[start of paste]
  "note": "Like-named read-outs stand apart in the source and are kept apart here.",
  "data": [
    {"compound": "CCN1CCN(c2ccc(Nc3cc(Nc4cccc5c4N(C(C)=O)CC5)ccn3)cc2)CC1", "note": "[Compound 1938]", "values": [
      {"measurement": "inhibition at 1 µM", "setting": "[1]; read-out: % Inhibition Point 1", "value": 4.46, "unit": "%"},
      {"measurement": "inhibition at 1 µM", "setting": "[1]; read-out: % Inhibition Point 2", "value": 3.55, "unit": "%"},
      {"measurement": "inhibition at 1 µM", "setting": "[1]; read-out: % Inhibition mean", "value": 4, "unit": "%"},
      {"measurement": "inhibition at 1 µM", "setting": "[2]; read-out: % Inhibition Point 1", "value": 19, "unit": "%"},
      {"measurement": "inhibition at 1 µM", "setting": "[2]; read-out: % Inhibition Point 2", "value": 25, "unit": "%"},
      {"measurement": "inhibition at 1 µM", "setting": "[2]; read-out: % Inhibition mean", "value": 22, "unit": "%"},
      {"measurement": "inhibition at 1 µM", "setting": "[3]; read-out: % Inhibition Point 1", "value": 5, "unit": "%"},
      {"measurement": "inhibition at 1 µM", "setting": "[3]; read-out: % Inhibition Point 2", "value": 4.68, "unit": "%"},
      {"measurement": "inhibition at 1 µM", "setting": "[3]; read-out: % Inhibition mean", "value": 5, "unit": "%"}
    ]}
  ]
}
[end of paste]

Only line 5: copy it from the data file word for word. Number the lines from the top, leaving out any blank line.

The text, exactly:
      {"measurement": "inhibition at 1 µM", "setting": "[1]; read-out: % Inhibition Point 2", "value": 3.55, "unit": "%"},